Letters

Letters 09-29-2014

Benishek Doesn’t Understand

Congressman Benishek claims to understand the needs of families, yet he wants to repeal the Affordable Care Act, which would cause about 10 million people to lose their health insurance. He must think as long as families can hold fundraisers they don’t need insurance...

(Un)Truth In Advertising

Constant political candidate ads on TV are getting to be too much to bear 45 days before the election...

Rare Tuttle Rebuttal

Finally, I disagree with Stephen Tuttle. His “Cherry Bomb” column in the 8/4/14 issue totally dismayed me. I always love his wit and the slamming of the 1 percent. His use of fact and hyperbole highlights the truth; until “Cherry Bomb.” Oh man, Stephen...

Say No To Fluoride

Do you or your child’s teeth have white, yellow, orange, brown, stains, spots, streaks, cloudy splotches or pitting? If so, you may be among millions of Americans who now have a condition called dental fluorosis...

Questions Of Freedom

The administration’s “Affordable Health Care Act” has ordered religious orders to provide contraception and chemical abortions against the church’s God given beliefs and teachings … an interesting order, considering the First Amendment’s clear prohibitions...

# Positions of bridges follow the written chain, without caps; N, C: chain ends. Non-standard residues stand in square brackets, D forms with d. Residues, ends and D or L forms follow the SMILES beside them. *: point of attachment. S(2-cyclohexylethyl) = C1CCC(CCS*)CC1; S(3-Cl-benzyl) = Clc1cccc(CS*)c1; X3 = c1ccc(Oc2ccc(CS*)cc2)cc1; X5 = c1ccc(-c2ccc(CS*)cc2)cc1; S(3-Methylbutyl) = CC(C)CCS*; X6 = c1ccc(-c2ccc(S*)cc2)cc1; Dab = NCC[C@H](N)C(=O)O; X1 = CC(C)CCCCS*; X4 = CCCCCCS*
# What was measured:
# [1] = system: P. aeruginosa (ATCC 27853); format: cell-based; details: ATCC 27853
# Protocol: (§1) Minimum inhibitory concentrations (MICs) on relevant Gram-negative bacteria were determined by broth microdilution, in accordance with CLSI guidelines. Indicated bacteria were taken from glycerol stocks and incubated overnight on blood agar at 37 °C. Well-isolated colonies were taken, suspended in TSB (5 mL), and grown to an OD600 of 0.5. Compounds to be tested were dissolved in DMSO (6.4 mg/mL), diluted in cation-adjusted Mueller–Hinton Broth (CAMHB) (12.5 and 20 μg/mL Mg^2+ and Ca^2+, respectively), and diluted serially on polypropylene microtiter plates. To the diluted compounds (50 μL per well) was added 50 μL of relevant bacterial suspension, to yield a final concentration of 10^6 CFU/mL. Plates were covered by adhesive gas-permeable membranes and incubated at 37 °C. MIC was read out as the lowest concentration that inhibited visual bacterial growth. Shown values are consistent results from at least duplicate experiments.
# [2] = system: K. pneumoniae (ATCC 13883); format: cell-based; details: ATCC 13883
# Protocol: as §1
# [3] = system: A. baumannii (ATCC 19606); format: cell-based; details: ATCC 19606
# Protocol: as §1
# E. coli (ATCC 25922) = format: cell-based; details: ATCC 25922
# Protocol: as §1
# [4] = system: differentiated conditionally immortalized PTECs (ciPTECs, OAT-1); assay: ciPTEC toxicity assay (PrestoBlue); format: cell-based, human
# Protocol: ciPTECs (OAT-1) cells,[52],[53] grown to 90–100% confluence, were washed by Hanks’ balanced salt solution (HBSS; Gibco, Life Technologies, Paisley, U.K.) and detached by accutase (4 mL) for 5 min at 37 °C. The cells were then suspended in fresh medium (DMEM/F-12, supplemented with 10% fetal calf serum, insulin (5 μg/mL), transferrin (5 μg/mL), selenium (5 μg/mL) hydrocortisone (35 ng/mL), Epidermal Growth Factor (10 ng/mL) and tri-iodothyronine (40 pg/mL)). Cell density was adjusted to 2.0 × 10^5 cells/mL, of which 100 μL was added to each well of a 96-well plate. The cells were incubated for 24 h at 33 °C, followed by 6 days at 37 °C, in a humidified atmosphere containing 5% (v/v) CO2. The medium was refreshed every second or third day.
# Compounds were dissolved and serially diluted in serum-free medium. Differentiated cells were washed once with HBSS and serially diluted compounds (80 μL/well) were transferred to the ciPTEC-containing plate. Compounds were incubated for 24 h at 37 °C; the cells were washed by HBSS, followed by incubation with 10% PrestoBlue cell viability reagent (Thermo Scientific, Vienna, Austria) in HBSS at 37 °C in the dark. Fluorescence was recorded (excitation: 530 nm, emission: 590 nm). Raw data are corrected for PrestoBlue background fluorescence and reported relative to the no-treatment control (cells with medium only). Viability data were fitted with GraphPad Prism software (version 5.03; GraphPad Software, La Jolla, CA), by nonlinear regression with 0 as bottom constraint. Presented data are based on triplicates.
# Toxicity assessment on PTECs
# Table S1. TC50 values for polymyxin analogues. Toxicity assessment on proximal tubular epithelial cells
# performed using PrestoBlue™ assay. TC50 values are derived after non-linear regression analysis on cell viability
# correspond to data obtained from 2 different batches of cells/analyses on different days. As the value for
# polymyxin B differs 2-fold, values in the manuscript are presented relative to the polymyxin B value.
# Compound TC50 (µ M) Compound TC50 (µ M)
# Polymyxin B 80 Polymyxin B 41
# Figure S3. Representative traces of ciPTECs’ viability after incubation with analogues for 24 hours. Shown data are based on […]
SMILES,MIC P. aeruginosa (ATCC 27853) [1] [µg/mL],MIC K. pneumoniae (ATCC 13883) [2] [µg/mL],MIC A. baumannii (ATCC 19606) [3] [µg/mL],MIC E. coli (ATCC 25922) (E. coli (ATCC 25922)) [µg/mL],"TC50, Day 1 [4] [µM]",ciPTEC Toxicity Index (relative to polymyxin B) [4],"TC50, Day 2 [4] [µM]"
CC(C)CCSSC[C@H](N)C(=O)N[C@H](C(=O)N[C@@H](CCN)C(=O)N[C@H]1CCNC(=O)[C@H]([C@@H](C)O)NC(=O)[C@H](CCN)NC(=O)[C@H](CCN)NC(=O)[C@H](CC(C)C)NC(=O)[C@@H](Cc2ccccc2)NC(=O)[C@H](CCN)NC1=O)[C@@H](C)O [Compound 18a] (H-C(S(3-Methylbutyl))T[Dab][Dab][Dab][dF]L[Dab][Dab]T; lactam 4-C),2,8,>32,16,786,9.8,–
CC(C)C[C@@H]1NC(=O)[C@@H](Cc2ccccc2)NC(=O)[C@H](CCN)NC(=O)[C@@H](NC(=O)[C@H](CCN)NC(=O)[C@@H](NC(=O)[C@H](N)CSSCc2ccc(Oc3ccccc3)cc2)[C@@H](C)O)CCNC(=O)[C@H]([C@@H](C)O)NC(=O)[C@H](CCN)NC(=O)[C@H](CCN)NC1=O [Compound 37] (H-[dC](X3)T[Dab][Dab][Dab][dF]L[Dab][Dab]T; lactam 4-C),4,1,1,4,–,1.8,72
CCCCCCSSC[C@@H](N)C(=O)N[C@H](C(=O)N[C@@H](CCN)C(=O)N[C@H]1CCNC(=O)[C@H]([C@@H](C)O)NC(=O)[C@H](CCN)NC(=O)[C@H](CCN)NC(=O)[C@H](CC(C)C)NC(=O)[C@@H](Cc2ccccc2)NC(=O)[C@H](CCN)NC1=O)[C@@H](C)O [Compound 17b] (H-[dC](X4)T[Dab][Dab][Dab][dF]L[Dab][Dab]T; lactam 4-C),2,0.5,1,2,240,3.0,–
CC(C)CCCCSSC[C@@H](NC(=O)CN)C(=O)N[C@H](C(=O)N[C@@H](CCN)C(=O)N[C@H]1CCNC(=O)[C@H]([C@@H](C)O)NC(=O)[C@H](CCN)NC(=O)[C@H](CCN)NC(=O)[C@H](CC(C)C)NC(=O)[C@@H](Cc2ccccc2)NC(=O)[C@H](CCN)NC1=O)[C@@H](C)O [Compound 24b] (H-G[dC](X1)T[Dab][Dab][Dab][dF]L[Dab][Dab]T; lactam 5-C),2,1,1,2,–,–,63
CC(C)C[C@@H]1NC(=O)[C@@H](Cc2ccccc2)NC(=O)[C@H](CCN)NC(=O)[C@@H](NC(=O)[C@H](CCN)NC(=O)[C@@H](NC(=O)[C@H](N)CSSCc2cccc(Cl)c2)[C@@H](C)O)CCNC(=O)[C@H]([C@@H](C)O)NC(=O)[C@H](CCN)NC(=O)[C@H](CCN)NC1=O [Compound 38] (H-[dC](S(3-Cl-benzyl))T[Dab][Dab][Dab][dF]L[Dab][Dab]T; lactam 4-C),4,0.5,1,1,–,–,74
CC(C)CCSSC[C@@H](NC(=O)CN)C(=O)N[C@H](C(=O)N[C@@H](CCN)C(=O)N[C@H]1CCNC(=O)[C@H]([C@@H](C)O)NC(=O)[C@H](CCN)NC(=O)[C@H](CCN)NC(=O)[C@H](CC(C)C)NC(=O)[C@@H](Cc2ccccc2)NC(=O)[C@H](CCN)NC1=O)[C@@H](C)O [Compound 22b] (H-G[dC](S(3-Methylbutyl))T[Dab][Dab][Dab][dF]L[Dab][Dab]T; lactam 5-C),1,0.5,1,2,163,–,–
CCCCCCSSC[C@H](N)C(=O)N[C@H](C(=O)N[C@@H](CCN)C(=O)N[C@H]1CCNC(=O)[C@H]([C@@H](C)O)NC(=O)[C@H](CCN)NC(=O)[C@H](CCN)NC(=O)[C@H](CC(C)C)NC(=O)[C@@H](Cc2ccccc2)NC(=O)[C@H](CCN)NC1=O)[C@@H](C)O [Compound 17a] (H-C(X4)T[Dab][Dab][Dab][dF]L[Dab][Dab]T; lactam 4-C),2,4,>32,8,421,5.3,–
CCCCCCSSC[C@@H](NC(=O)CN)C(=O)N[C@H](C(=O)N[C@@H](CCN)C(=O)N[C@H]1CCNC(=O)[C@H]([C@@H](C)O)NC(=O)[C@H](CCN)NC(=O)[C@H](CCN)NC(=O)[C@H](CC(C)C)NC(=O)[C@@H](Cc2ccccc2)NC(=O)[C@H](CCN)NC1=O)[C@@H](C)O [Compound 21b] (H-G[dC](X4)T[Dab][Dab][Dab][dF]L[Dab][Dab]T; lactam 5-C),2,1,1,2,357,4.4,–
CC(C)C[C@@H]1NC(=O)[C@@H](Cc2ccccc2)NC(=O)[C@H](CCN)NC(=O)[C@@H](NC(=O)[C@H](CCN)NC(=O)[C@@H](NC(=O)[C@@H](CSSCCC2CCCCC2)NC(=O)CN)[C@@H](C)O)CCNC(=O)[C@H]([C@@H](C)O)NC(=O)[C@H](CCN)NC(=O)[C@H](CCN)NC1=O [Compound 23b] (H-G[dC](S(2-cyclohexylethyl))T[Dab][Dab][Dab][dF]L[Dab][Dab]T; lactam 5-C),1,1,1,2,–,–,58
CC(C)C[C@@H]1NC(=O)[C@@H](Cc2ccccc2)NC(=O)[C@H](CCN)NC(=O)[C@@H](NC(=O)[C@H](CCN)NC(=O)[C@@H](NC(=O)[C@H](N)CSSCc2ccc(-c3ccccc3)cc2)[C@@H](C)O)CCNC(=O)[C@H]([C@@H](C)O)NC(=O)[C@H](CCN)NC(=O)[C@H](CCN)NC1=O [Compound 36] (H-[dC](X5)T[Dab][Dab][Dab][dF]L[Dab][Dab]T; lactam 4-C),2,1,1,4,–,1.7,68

Stop The Insults & Talk

I found it interesting that Ms. Minervini used the Northern Express to push the Safe Harbor agenda for a 90-bed homeless shelter in Traverse City with a tactic that is also being utilized by members of the city commission. Those of us who oppose the project are being labeled as uncompassionate citizens...

Roads and Republicans

Each time you hit a road crater while driving, thank the “nerd” and the Tea Party controlled Republican legislature.

Home · Articles · News · Books · Howling Good Reads for Halloween
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Howling Good Reads for Halloween